How to get rid of dust mites naturally – 11 simple ways to destroy them

Learn how to get rid of dust mites with steam, essential oils and more to put your mind and allergies at ease.

white bedding with pillows and a sheet, to illustrate how to get rid of dust mites
(Image credit: Fou Furnishings)

Need to know how to get rid of dust mites in your home? You've come to the right place. Dust mites are bad news for allergy sufferers and can be responsible for other common issues such as skin acne. The unpleasant thing about them, is that these tiny insects are invisible to the naked eye and they can be, everywhere, including the couch and your bed... Not ideal. 

For those with one of the best steam cleaners, it can be easier to stay on top of eradicating them from the couch and other soft furnishings as they won't survive a high heat. Otherwise, it's about maintaining a thorough and consistent routine of vacuuming, washing bedding at 60 and for special cases, introducing essential oils and natural repellents to keep their numbers at bay – and your allergies at rest.

Dr Tim Bond from Puressential - the brains behind the evidence-backed plant-based health products, notes, 'Dust mites thrive in house dust because it provides a food supply. House dust contains dead skin cells which humans and animals shed.' While not a problem for most people, dust mites can wreak havoc with the health of those who are sensitive; if that's you, you'll want to get rid of them ASAP.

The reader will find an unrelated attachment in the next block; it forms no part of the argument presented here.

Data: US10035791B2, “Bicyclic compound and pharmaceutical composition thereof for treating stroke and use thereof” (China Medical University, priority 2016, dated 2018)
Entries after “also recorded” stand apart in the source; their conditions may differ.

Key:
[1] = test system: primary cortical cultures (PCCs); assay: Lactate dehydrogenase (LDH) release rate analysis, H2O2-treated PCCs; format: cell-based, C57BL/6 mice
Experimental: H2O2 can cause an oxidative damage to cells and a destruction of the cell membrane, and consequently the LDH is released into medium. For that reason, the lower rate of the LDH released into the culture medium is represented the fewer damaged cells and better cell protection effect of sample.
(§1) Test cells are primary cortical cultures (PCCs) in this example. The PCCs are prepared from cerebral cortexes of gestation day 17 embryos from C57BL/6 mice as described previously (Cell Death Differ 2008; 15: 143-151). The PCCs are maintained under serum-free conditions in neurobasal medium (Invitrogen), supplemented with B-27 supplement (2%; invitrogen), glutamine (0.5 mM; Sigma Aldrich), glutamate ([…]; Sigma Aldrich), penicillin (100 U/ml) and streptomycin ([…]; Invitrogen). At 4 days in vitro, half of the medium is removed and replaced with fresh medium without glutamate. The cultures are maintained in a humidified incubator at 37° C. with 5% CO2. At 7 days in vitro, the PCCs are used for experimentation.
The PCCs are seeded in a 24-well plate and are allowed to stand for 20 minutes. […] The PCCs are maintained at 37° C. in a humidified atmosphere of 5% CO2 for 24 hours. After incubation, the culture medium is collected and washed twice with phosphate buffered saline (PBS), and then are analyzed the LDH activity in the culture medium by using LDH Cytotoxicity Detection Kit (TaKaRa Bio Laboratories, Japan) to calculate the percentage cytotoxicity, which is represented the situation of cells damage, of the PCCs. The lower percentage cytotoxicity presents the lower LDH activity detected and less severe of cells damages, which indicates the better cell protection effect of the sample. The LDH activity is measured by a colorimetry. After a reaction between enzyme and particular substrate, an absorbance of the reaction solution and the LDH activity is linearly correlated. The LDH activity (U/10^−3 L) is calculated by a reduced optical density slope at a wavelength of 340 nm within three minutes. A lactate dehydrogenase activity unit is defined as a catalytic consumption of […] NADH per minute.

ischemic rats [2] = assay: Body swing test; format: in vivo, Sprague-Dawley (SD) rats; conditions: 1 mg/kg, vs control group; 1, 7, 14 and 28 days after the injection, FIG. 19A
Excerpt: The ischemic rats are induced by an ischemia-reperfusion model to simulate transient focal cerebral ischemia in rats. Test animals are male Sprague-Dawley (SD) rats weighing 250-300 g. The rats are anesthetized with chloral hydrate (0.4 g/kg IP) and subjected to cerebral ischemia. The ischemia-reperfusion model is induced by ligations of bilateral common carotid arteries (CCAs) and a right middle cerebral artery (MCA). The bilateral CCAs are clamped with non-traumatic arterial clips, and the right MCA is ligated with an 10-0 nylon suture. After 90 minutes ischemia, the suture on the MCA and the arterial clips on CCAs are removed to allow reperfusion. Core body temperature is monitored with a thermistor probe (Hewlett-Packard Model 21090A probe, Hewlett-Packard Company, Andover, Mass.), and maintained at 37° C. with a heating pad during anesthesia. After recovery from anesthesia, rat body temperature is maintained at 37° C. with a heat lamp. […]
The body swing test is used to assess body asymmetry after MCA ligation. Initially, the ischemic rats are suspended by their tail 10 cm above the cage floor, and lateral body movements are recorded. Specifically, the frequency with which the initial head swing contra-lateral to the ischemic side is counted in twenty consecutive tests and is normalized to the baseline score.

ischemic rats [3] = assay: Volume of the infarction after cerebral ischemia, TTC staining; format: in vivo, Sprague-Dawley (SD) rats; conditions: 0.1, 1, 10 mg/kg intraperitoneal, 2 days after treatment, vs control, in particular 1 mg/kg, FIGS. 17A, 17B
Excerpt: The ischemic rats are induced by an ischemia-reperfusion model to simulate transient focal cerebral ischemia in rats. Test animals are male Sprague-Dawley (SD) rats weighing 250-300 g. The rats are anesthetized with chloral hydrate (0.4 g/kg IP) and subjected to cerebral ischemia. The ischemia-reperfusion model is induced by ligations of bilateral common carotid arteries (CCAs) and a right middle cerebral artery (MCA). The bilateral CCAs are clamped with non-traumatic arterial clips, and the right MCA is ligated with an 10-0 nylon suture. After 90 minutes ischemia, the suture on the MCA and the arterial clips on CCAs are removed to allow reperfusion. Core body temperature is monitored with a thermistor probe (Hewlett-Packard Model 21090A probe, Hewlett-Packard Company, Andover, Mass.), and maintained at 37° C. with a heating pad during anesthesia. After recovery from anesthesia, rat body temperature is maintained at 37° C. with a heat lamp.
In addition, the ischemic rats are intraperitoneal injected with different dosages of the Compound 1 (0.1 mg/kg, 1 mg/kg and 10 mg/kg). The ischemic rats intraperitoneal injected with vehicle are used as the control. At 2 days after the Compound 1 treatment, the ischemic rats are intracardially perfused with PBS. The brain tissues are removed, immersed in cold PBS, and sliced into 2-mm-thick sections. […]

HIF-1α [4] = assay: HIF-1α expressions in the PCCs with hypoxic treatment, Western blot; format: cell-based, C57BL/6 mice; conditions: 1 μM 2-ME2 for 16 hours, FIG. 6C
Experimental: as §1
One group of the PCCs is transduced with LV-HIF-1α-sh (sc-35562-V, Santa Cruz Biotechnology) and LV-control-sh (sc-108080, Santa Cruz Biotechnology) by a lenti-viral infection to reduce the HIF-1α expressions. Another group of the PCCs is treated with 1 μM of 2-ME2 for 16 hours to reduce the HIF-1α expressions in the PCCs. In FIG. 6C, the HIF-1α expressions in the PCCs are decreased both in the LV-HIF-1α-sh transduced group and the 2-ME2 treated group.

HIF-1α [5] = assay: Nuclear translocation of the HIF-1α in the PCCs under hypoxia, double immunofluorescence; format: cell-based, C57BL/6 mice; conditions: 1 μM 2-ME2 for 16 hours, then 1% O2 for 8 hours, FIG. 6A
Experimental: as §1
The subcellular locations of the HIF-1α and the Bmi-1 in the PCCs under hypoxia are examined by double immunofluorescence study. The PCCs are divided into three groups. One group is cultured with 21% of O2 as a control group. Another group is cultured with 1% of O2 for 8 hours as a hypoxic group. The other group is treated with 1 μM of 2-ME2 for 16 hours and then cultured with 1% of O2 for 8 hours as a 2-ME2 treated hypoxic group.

How to get rid of dust mites

Firstly, limiting dust – and other conditions that dust mites love – plus getting into a regular cleaning cycle can limit their numbers, and any allergic reaction to them.

'Be sure to dust top to bottom and using a microfibre cloth. Using an ordinary duster simply moves dust around. And if your aim is to kill dust mites naturally, don’t use any chemical cleaners and polishes. Essential oils, such as Palmarosa oil kill dust mites naturally.' Adds Bond.

For extreme cases, it's worth investing in a good natural anti-pest spray like Puressential's 100% plant origin spray that you can find on Amazon also – it uses the natural power of Palmarosa essential oils to help eradicate dust mites and the like from bedding, clothes and soft furnishings.

1. Vacuum, dust and air

Regular vacuuming with one of the best vacuums, carpet cleaning, dusting, airing affected rooms by opening windows, and laundering curtains are general steps you can take to kill dust mites.